There’s undoubtedly a housing problem in Bristol, one which most of us recognise: high house prices, high rent costs, poor quality housing, lack of affordable homes, and long waiting lists for council homes. One or more of these issues is likely to affect all of us at some point, and for many of us it can act as a major barrier to achieving a decent, secure, affordable home close to where we work. There are things being done at a local level to overcome these problems, but local government is frequently hindered in its efforts by national policy. But the one thing the council can control is how their own land is used and what is built on that land.
In Bristol there is the beginning of a plan and strategy to enable new different forms of housing to be built on council owned land. There appears to be greater collaboration and engagement to deliver what is needed in different areas and a willingness to embrace innovative and creative solutions. Some examples are now being seen in Southmead, Lawrence Weston and Knowle, where communities, housing associations, developers and the council are working together to deliver housing that meets with local needs.
Another example of this approach is the Bristol Housing Festival, which launched a week ago. Its aim is to be a showcase and a catalyst for ideas around housing, and to ‘recapture the purpose of housing’ as part of creating healthy and resilient communities. What a brilliant idea. As a fan of modular build and offsite manufactured homes I had a happy couple of hours wondering around the Housing Festival site on Sunday. It was great to have the opportunity to see a number of different types of homes all in one place, with the people who make them there to tell you all about how they are made and constructed on site. As well as offsite manufacture, there were examples of temporary homes created using shipping containers, all looked super modern and fitted out to a pretty high quality and standard. For me, there wasn’t quite enough information in some of the homes, whilst it’s good to look round them to see the spaces and design, it was difficult to find out quite what they were constructed from and how. The other thing missing was any information about price. Now I know this is more difficult but to understand quite to what extent these modular homes provide a more sustainable solution I’d like to see costs compared to standard build, so I can make those comparisons for myself. But having said that, it was certainly informative to look round the examples and the exhibitions.
A special mention at this point goes to the Bristol Yimby group because I was so pleased to see people coming together to support housing development rather than oppose it, please do take a look at their site and join in. It’s important to have a proper, unemotional debate about housing and new development in and around the city.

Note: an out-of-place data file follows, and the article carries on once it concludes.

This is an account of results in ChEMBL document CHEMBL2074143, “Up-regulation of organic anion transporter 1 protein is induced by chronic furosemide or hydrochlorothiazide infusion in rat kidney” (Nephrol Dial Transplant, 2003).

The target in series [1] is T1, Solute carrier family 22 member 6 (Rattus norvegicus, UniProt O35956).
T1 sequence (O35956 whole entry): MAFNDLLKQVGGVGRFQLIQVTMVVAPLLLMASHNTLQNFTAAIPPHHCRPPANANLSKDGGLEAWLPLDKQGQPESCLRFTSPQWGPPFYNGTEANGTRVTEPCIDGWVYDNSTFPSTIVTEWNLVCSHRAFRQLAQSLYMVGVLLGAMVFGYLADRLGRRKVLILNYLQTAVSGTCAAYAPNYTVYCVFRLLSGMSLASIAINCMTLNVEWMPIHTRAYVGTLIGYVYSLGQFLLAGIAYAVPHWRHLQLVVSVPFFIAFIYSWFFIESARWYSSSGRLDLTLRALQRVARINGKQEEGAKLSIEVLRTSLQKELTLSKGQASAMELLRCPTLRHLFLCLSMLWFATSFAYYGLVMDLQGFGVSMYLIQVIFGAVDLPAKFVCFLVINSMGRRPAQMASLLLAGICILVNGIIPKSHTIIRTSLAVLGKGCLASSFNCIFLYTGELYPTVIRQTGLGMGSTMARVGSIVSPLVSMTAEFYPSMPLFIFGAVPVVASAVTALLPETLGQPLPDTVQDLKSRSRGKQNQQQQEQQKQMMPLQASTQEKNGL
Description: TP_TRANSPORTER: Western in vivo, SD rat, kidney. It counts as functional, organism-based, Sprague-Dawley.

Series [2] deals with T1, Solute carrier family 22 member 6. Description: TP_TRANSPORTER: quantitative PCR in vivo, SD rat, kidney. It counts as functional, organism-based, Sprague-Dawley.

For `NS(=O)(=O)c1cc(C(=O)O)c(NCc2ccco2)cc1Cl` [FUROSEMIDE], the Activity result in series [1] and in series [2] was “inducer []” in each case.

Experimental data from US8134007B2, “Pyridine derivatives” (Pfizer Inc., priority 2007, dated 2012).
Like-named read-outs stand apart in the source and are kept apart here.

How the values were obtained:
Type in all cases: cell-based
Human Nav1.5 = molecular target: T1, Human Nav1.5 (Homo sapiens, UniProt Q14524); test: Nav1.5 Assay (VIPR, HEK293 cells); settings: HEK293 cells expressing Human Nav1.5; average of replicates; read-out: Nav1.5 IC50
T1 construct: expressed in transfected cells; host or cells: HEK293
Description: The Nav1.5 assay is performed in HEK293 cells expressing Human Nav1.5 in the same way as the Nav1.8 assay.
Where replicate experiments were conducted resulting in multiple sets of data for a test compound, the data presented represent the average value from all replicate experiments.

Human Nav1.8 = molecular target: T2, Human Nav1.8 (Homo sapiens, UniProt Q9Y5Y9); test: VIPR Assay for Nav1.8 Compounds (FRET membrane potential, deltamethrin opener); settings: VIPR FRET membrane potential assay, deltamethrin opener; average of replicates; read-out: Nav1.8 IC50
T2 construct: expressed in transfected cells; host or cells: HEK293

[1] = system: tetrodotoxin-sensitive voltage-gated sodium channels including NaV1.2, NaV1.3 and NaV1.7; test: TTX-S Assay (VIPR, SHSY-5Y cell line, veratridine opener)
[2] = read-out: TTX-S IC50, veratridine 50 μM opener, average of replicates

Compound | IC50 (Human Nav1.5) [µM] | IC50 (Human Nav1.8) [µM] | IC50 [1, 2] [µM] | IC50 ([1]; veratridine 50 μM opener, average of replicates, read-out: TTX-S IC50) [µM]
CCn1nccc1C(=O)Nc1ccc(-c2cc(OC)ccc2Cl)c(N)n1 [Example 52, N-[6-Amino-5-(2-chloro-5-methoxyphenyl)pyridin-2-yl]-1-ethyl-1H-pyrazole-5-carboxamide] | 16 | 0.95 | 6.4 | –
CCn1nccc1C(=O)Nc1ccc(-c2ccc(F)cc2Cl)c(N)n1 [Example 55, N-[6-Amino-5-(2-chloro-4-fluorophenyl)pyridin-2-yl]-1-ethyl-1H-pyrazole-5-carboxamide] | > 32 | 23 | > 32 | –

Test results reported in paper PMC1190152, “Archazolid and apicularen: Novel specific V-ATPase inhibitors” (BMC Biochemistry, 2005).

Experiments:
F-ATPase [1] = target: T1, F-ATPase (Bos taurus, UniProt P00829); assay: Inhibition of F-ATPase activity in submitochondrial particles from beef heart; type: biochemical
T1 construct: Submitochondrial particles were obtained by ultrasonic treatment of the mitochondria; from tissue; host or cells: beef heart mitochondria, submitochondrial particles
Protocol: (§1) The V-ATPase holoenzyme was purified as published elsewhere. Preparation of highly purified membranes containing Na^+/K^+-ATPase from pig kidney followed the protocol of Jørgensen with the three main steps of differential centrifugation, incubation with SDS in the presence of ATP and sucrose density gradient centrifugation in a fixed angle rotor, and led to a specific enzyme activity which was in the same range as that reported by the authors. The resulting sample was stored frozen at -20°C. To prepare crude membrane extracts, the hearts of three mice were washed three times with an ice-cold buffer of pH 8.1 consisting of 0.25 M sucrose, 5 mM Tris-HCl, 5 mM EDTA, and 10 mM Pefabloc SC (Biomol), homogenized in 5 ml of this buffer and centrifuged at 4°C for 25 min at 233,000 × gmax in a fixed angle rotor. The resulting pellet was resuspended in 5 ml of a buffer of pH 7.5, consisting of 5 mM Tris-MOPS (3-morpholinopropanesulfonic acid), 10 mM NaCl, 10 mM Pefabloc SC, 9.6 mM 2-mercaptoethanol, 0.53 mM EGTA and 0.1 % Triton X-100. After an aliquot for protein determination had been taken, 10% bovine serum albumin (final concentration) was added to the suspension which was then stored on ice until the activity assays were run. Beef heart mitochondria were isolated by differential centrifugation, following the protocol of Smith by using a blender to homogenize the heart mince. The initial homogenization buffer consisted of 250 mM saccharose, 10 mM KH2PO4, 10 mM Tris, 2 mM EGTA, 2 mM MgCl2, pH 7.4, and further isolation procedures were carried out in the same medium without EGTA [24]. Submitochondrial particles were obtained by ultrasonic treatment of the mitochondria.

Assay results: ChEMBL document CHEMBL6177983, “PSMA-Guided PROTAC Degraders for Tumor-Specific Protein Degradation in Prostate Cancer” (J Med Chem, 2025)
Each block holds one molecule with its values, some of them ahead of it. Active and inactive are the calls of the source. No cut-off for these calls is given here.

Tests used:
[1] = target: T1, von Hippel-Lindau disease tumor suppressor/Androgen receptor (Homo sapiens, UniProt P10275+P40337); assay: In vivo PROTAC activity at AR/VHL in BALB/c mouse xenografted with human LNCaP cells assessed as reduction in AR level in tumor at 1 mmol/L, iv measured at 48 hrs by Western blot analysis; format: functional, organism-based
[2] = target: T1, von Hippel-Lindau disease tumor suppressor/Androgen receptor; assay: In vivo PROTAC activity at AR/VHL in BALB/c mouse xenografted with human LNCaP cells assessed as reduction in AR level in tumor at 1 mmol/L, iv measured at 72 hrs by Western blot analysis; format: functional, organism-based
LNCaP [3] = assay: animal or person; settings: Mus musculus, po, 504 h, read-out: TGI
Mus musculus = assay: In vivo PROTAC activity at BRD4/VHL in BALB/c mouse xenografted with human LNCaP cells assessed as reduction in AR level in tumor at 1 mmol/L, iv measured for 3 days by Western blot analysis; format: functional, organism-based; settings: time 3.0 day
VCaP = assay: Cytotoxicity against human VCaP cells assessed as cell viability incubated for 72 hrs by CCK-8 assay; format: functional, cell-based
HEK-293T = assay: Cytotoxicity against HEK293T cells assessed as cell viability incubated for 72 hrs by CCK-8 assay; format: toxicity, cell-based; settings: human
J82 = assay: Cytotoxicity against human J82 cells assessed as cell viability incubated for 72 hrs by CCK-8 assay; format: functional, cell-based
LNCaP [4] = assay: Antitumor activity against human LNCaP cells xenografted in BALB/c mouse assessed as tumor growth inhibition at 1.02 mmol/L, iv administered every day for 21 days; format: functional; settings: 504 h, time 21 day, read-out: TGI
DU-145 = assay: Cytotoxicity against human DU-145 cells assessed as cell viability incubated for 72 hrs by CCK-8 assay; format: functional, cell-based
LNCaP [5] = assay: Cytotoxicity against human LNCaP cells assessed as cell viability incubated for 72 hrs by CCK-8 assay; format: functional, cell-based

I was particularly impressed by three of the main off site manufactured homes and concepts on show. Firstly, my favourite in terms of design and ability to scale up was Totally Modular, a two bedroomed house with plenty of space and a high quality finish. One of the main benefits is the fact that the house is 97% complete before delivery to site, so can then be finished on site in just a few days. Secondly, the best concept for saving space was the ZEDpod, designed to be built over existing carparks and hardstanding areas, making use of space that is otherwise redundant. I can think of several places in Bristol where this could really work (supermarket carparks being a favourite option of mine). Again these homes are built in a factory and placed on site providing homes for their target group of young people and key workers to much shorter timescales than the norm. Finally my overall favourite for concept, design and engagement is ‘we can make‘, the TAM (transportable accommodation module) home being showcased in Knowle West as a part of a process of unlocking micro sites and providing houses at the point of need. These homes are creative and innovative and are rooted in the local community. They can be made locally, by local people and built in 12 weeks, providing flexible, energy efficient homes for local people. The module on site was an example of a unit to provide supported housing for young residential care leavers and had been built in 6 days.
Overall, the houses on display and the conversions of shipping containers for temporary homes provided some brilliant examples of what can be done if we stop assuming all housing has to be provided by volume house builders, to the same standard and build as usual. With offsite manufacture and modular build there is an opportunity to provide creative and innovative housing, of higher quality and environmental standards, in a much shorter space of time, using local factories, developing local skills and at a more affordable price. The Bristol Housing Festival, along with the Council and other partners, has generated a momentum that will hopefully see some new opportunities for these types of houses to be built across the city.